Philadelphia 76ers guard Andre Iguodala tries to pick the ball off of Chicago Bulls' Larry Hughes during the third quarter Friday,
As time ticks down toward the end of the regular season, it's becoming more and more likely there will be no happy ending for the Bulls.
Mostly because the fourth quarter has not been a specialty.
The Bulls held a comfortable lead for most of the night, then were scorched for 40 fourth-quarter points by the Philadelphia 76ers and suffered a 110-106 loss Friday night at the United Center.
This was merely the latest in a long series of agonizing home losses for the Bulls. Two weeks ago, they squandered an 18-point halftime lead against Washington. On Friday, they were ahead 88-70 after Kirk Hinrich scored the first basket of the fourth quarter.
Then everything fell apart. Rodney Carney and Louis Williams, a couple of obscure players who combined to hit 2 of 12 shots from the field in the first three quarters, suddenly couldn't be stopped. The 76ers scored on 18 of their final 21 possessions.
A victory would have moved the Bulls (26-39) into a three-way tie for eighth place in the Eastern Conference with New Jersey and Atlanta.
"Giving up 40 points in the fourth quarter at home is unacceptable," Bulls coach Jim Boylan said. "We need to address that. We haven't been successful playing with the lead all season. We've given up quite a few leads, and obviously it cost us."
Philadelphia (32-34) is the NBA's worst 3-point shooting team and didn't make any for the first 3½ quarters. Then suddenly they knocked down 4 in a row from behind the arc, 3 by Carney.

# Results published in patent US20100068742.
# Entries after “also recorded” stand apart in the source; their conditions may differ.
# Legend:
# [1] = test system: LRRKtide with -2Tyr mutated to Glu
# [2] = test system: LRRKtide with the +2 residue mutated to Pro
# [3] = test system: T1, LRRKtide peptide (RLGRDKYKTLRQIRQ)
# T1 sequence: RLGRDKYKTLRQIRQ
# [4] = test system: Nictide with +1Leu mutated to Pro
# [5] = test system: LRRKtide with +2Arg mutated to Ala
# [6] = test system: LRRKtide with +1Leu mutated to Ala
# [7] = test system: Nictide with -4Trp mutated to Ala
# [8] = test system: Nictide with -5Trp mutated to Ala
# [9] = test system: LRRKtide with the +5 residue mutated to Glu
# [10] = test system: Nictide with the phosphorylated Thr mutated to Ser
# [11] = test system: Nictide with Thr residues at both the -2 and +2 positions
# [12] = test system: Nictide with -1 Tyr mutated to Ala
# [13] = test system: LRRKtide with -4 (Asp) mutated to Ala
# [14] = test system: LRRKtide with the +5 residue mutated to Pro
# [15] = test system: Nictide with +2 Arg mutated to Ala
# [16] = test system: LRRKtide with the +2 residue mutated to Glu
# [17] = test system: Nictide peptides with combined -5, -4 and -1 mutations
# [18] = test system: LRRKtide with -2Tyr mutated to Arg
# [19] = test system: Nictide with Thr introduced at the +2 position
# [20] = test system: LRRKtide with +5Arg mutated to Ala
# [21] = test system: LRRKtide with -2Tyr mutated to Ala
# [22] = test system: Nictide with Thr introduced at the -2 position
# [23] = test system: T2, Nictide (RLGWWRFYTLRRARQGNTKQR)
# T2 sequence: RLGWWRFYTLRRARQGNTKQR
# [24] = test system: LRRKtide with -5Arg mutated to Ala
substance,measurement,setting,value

In crunch time, the Bulls were called for 3 controversial offensive fouls in the final 3:23. Philadelphia, meanwhile, piled up a 29-6 advantage in free-throw attempts during the second half and went 40-for-44 overall from the foul line.
"All tough calls," Boylan said. "Once it was sliding downhill, it seemed there was no way to stop it. We lost our aggressiveness."
The Bulls seemed to lose focus after Andres Nocioni didn't get a foul call on a drive to the basket, even though the slap could be heard throughout the arena, with 8:26 remaining and the Bulls up by 13.
Nocioni was hit with a technical for arguing the call, and Carney added a jumper on the ensuing possession to bring the Sixers within 10.
In the next few minutes, Carney drilled a 3-pointer after the Bulls couldn't control a near steal. Then Drew Gooden tipped an offensive rebound twice and appeared ready to grab it, but the ball was knocked loose and turned into a Philadelphia fastbreak. Williams converted 2 free throws to make it 94-90 with 5:40 left.
The Sixers took their first lead since 2-0 with 1:58 left on a Carney 3-pointer. After Thabo Sefolosha was called for a charge, Williams twice gave the visitors 3-point leads.
Gooden's baseline drive cut the lead to 107-106 with 51.2 seconds left, and the Bulls finally got a stop on the other end by forcing Williams into a missed jumper.
But the Bulls' chance to take the lead ended with a thud when Larry Hughes was whistled for an offensive foul for pushing off on Williams while the crowd howled in disbelief.
After a pair of Philadelphia free throws, Ben Gordon missed a forced jumper with both feet over the 3-point line.